God but five days longer; but deliverance stayed seven days, and yet came at
last. And take not every accident for an argument of despair; but go on still
in hoping; and begin again to work if any ill accident have interrupted you.
The means to cure despair, and to continue or
increase hope, are partly by consideration, partly by exercise.
1. Apply your mind to the cure of all the proper
causes of despair: and they are, weakness of spirit or violence of passion. He
that greedily covets is impatient of delay, and desperate in contrary
accidents; and he that is little of heart is also of little hope, and apt to
sorrow and suspicion.
2. Despise the things of the world, and be
indifferent to all changes and events of Providence; and for the things of God,
the promises are certain to be performed in kind; and where there is less
variety of chance, there is less possibility of being mocked: but he that creates to himself thousands of little
hopes, uncertain in the promise, fallible in the event, and depending upon ten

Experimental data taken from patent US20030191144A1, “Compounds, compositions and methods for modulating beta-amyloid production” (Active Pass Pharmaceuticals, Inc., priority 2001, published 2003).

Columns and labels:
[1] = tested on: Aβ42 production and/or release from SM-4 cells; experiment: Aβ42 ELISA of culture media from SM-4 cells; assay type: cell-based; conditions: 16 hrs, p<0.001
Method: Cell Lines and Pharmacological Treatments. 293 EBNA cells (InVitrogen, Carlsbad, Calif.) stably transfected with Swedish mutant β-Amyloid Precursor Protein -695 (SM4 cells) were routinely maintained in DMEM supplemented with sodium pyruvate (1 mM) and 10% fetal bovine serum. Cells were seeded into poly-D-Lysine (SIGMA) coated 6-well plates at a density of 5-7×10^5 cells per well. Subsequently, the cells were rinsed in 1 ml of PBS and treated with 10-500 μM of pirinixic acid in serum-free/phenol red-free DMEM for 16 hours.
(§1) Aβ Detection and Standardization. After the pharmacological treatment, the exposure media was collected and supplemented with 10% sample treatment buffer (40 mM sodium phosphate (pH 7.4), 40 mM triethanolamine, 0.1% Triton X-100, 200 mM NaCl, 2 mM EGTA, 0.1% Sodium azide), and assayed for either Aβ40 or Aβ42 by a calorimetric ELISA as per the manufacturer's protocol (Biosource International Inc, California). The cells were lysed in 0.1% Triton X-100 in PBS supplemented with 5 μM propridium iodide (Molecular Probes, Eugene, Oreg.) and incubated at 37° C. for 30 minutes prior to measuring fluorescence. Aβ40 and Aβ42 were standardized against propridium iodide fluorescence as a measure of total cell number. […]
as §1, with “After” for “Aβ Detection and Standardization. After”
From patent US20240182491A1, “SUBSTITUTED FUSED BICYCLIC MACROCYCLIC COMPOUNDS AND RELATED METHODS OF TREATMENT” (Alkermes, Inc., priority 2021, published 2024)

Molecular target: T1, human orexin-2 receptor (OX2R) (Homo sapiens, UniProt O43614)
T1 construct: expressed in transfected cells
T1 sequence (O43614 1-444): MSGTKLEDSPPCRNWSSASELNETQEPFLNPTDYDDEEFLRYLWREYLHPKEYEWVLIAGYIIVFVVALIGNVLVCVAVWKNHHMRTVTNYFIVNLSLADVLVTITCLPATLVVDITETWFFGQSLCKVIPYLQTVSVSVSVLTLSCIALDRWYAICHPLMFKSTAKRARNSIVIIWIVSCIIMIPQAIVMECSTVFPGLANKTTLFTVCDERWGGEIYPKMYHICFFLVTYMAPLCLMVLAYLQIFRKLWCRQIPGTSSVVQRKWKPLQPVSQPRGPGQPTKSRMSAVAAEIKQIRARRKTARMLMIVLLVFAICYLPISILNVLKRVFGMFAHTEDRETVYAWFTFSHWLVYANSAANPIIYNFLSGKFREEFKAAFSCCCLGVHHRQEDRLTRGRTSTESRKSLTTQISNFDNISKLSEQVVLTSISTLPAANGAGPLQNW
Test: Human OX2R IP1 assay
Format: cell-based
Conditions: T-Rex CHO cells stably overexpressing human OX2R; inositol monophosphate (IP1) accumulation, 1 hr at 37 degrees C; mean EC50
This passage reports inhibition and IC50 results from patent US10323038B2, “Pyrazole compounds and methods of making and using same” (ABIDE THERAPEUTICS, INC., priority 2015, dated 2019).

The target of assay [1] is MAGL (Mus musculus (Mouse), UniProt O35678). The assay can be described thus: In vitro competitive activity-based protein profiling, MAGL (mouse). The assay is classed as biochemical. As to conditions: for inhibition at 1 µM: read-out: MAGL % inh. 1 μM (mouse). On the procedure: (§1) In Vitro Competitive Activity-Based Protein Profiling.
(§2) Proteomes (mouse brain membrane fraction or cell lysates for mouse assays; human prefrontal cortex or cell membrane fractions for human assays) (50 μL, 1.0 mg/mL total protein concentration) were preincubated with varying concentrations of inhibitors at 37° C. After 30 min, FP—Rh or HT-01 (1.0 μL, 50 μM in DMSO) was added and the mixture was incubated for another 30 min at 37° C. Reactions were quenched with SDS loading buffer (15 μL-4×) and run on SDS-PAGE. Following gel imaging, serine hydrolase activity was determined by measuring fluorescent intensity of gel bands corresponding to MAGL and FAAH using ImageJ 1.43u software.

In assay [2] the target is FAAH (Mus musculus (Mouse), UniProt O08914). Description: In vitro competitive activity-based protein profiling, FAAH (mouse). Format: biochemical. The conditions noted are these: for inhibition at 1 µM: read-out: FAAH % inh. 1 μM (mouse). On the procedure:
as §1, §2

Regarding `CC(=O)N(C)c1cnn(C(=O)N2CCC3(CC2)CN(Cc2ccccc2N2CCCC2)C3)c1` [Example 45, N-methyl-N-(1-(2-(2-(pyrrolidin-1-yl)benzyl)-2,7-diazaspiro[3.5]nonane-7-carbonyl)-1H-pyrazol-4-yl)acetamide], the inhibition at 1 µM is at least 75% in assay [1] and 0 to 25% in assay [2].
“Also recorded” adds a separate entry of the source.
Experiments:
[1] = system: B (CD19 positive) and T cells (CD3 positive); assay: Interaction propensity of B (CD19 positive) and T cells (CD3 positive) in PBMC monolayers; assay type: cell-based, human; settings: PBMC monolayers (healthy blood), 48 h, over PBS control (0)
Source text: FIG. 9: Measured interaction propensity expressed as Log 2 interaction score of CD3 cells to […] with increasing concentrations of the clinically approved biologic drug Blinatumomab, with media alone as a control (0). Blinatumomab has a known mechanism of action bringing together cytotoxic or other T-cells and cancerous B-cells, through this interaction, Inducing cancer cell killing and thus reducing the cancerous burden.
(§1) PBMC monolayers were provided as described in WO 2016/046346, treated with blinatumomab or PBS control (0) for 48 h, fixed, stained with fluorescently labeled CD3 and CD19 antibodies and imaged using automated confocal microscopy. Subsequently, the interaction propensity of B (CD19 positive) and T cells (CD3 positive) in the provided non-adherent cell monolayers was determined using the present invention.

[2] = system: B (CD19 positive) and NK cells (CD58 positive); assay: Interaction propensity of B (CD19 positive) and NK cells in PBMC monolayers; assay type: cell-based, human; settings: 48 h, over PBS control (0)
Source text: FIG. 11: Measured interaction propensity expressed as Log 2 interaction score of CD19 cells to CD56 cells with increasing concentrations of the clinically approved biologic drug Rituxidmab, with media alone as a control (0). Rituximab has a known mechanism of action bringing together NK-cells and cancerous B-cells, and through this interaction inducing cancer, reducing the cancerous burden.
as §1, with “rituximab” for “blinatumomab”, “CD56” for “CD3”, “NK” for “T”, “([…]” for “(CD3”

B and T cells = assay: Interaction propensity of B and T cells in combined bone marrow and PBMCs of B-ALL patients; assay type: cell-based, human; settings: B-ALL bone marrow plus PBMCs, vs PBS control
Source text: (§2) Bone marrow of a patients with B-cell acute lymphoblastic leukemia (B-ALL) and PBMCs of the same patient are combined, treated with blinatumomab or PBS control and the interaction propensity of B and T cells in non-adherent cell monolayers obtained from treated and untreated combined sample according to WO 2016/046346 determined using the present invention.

thousand circumstances, (as are all the things of this world,) shall often ail
in his expectations, and be used to arguments of distrust in such hopes.
3. So long as your hopes are regular and
reasonable, though in temporal affairs, such as are deliverance from enemies,
escaping a storm or shipwreck, recovery from a sickness, ability to pay your
debts, etc., remember that there are some things ordinary, and some things
extraordinary, to prevent despair. In ordinary, remember that the very hoping
in God is an endearment of him, and a means to obtain the blessing: `I will
deliver him, because he hath put his trust in me.' 2. There are in God all
those glorious attributes and excellences which in the nature of things can
possibly create or confirm hope. God is, 1. strong; 2. wise; 3. true; 4.
loving. There cannot be added another capacity to create a confidence; for upon
these premises we cannot fail of receiving what is fit for us. 3. God hath
obliged himself by promise that we shall have the good of everything we desire;